Catch the spills - it's expensive at ~ €120 a pop.

G Spirits: Catch the spills! It’s expensive at ~ €120 a pop.

Worst Cocktail Concept: The Semen Martini

Bay area author Simon “Fotie” Photenhauer has written “Semenology: the Semen Bartender’s handbook”.  This is a follow up to his previous book “Natural Harvest: a Collection of Semen Based Recipes”. But why?  As the author explained to the Huff Post, “people eat all kinds of weird stuff. Eggs are the menstruation of chickens. Milk is the mammary excretion from cows. Semen is…at least it’s fresh and you know who the producer is.”  Aware of the health and safety implications of his recipes he goes on record to state that he “would never eat or drink semen, cooked or otherwise, from someone I wouldn’t be willing to have sex with.”  Bottoms up!

I am sticking to the Oyster Martini.

Tsunami - Clapham on Urbanspoon

Square Meal

How I Spent My Summer – Bootleggers, Chinamen and Gangster Molls

Before they discovered they were good at running casinos, native americans used to smuggle whiskey from Canada

Before discovering their talent for running gambling casinos, Native Americans used to smuggle whiskey from Canada

Some twenty years ago in the middle of my MBA studies in New York City, I scored a summer marketing internship at the whisky division of Seagram’s, which at the time was the largest distiller of alcoholic beverages in the world. Seagram’s had a colourful history; during prohibition the Montreal based company was active in bootlegging.  Seagram’s stockpiled whisky over the border and flooded the US market days after prohibition was repealed.  This was possibly the only time since its inception that Canada served a useful purpose.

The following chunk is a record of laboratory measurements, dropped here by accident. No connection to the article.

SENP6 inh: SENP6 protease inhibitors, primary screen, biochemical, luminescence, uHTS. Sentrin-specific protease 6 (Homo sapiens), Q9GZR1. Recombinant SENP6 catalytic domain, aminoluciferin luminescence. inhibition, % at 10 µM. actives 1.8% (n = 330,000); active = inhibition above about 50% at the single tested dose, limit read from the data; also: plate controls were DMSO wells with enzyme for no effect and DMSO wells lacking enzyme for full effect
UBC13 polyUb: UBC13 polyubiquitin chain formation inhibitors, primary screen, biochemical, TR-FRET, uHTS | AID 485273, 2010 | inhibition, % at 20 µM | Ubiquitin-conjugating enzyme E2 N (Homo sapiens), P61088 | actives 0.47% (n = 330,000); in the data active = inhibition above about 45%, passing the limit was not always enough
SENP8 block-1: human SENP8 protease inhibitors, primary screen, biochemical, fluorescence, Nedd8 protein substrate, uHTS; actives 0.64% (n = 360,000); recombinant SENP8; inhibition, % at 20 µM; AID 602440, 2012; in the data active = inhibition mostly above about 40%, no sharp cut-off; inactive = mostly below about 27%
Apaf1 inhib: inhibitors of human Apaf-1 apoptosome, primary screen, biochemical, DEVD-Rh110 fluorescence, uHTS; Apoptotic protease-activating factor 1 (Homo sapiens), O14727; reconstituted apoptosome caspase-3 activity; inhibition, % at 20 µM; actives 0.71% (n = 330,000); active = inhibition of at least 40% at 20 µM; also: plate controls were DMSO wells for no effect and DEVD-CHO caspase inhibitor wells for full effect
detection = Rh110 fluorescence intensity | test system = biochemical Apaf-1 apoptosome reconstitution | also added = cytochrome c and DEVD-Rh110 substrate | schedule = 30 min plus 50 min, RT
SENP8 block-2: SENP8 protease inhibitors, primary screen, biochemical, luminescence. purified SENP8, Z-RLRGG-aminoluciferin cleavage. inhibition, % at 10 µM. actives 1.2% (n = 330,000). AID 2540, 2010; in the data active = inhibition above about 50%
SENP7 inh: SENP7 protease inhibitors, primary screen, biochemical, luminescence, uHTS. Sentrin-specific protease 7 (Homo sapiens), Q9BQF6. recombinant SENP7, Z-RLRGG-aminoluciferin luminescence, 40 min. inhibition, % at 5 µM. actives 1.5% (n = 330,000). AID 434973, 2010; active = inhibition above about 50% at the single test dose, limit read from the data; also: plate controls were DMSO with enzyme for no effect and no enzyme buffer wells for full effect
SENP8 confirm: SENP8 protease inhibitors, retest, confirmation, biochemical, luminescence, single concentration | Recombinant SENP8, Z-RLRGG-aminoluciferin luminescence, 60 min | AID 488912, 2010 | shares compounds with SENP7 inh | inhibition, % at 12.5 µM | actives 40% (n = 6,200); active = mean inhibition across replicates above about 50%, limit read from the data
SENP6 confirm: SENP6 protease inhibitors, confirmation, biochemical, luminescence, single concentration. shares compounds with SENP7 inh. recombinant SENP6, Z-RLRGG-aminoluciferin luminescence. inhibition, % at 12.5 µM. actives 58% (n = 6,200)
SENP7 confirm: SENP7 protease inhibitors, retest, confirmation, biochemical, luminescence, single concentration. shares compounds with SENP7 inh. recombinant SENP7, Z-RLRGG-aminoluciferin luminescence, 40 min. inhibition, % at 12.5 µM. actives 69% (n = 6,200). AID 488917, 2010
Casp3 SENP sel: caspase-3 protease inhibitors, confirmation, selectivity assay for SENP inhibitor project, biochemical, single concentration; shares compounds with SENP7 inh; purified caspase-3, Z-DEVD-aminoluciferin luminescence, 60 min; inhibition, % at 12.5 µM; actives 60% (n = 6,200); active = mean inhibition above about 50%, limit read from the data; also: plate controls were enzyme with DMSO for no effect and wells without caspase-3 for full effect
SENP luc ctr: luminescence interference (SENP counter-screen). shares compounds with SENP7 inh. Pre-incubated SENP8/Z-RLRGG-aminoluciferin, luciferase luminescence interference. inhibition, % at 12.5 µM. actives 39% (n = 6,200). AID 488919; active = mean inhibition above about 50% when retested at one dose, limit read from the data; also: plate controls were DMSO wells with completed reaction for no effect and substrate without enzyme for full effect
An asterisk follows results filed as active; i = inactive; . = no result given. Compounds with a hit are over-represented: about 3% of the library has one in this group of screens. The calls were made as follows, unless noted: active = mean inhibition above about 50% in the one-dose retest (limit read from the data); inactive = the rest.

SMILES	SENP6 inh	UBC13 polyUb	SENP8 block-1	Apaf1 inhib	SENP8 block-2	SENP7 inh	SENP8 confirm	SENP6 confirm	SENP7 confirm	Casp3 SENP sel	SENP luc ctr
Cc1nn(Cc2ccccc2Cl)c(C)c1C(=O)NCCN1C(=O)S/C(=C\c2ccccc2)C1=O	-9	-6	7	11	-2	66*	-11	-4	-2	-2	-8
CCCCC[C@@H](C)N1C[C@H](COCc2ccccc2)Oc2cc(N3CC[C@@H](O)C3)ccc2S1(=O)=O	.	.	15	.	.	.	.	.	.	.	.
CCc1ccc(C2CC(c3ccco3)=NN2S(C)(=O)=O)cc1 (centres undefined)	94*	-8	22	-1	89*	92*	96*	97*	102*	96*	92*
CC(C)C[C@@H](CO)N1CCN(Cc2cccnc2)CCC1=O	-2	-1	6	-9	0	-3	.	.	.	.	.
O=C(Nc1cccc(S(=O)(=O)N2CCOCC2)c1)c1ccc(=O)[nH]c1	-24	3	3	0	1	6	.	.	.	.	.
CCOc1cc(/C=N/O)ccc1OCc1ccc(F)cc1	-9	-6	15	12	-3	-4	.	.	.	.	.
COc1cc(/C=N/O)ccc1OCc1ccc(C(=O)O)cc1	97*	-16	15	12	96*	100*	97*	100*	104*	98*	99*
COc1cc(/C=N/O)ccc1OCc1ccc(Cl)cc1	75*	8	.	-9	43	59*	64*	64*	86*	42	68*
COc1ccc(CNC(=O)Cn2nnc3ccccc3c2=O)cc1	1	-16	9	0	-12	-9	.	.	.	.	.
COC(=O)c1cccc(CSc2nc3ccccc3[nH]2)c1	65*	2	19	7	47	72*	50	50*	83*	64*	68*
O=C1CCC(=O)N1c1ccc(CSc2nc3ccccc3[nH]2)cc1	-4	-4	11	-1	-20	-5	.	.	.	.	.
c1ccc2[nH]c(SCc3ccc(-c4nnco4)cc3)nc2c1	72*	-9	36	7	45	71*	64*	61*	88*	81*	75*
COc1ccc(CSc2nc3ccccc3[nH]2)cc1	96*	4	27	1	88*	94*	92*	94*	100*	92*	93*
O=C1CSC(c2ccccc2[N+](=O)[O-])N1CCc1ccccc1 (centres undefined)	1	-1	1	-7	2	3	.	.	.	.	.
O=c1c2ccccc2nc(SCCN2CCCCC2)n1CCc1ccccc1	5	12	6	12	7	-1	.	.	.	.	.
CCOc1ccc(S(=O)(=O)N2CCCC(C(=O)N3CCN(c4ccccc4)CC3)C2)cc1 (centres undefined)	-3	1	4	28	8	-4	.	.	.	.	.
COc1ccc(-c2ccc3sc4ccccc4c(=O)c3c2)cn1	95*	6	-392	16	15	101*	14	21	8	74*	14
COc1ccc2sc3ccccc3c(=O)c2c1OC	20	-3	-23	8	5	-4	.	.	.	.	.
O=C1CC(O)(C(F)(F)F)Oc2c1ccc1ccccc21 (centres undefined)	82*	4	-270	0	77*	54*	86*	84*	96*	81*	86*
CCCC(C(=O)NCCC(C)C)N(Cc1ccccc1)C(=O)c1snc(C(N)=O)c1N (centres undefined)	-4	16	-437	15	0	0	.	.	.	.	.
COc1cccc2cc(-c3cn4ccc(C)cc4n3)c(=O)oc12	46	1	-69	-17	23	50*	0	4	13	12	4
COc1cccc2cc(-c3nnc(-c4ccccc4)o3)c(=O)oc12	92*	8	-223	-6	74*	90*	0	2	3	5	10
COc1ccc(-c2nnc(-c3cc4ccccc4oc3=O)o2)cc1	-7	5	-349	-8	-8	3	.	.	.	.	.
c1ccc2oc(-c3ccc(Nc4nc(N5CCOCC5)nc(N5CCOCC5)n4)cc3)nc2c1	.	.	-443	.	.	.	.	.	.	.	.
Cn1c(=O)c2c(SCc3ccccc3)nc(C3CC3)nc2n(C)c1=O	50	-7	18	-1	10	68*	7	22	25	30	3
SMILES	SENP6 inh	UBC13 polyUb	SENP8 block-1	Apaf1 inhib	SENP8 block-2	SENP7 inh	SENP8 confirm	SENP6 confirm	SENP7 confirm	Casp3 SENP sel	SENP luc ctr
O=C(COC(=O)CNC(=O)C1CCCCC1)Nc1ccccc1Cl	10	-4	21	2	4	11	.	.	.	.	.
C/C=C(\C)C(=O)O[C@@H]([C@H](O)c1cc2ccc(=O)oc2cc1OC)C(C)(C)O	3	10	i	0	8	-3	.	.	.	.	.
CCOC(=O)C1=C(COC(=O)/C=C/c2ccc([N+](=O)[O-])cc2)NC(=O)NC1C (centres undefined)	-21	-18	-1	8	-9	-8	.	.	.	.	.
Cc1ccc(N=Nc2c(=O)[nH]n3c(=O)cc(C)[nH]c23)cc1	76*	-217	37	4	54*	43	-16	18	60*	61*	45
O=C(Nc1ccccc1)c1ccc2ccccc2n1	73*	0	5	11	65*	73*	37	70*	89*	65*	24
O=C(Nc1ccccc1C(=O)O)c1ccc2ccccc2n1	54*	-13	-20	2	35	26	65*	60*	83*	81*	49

During that long whisky-tinted summer I received an invitation to lunch with Edgar Bronfman Jr., grandson of the smuggler and the head of the firm.  I was firmly advised that when Edgar offered me a drink before lunch I should eschew Diet Coke and order whisky.  It is the kind of mature advice that has served me well over the years.

Fast-forward a couple of decades and no one drinks at a business lunch anymore.   Journalists are the noble exception still ordering a “double bottler” at lunch (a bottle for each of you) if someone else is paying.  I guess you’d do the same if your profession were facing imminent extinction.

The rules are different in Asia.  Over many years of doing business in China I discovered that quaffing vast quantities of booze with your host is the traditional way to break the ice.  The quality of drink in China is dreadful without exception.  One Chinese businessman of my acquaintance did order an expensive bottle of French red wine at dinner – and proceeded to dilute it with Coke!  He liked the idea of drinking wine; he just didn’t like the taste.

A view of the dim sum bar through lattice work decorated with the "Demon Chef's" emblem

A view of the Bo London dim sum bar through lattice-work decorated with the “Demon Chef’s” emblem

Golden Boroniya, a Singaporean flower child with a sweet tooth taught me how to drink with the Chinese.  The key is to have plenty of absorbent napkins on hand and ready access to a potted plant.  Golden Boroniya visited London recently.  We met for lunch at Bo London.

Bo London is the creation of Alvin Leung, the self-taught “Demon Chef” whose combination of traditional Chinese recipes and modern molecular gastronomic cooking methods is branded “X-treme Chinese”.  Alvin has been awarded two Michelin stars for his cooking at Bo Innovation in Hong Kong.  Bo Innovation is one of my favourite restaurants in Hong Kong.  I was looking forward to the London incarnation.

Hanging out with the Demon Chef

Hanging out with the Demon Chef

Bo London is situated on an unremarkable side street in Mayfair.  The ground floor space has a large window overlooking the street, a small dim sum bar and two rooms – the farthest one from the street boasting a view of the kitchen.   It’s an inoffensive space with grey walls, light coloured wood and prominent black lampshades.